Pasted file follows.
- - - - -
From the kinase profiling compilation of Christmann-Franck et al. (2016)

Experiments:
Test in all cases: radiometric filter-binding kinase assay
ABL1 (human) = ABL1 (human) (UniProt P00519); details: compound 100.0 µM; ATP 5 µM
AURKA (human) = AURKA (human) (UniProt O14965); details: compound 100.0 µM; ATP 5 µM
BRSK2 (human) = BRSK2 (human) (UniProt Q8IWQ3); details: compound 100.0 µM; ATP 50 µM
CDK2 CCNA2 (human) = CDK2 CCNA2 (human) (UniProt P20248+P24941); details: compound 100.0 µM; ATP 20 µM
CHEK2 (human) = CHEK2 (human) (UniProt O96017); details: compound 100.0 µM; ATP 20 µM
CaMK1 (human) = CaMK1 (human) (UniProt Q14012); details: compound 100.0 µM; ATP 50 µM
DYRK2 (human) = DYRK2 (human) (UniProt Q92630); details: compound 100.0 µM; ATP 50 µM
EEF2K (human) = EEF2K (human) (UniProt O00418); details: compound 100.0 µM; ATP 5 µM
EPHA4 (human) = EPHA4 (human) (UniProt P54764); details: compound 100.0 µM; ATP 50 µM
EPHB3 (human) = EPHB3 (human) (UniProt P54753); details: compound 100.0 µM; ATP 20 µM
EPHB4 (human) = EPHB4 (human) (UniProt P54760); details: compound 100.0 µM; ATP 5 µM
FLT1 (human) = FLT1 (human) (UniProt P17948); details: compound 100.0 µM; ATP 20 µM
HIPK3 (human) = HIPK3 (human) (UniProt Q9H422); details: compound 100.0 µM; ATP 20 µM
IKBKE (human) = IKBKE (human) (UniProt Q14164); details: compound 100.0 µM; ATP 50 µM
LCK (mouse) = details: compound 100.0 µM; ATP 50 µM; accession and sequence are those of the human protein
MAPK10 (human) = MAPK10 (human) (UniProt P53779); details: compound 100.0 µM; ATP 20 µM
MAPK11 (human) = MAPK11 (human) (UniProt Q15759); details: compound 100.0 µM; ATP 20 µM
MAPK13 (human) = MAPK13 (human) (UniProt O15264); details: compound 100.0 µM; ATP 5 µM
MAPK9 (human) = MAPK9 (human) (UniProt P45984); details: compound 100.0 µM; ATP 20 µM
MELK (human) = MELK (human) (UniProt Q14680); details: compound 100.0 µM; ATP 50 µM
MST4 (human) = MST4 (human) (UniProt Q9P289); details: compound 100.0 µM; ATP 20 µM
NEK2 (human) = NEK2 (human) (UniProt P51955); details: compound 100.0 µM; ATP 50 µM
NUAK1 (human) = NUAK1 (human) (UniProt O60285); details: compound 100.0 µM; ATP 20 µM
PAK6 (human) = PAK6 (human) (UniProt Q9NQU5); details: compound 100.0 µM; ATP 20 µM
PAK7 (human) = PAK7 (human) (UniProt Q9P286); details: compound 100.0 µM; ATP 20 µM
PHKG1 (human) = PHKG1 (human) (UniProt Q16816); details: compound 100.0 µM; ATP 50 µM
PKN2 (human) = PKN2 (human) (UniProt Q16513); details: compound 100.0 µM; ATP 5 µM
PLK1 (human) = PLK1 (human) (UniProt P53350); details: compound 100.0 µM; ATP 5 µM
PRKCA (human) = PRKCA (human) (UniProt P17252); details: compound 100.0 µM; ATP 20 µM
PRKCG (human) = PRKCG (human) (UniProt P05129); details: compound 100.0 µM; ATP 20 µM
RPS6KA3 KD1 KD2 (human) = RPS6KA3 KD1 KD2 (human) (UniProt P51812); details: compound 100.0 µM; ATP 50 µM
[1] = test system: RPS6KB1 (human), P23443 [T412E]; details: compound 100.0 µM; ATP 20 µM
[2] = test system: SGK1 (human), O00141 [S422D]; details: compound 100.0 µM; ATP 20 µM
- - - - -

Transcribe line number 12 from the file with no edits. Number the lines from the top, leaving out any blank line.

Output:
EPHA4 (human) = EPHA4 (human) (UniProt P54764); details: compound 100.0 µM; ATP 50 µM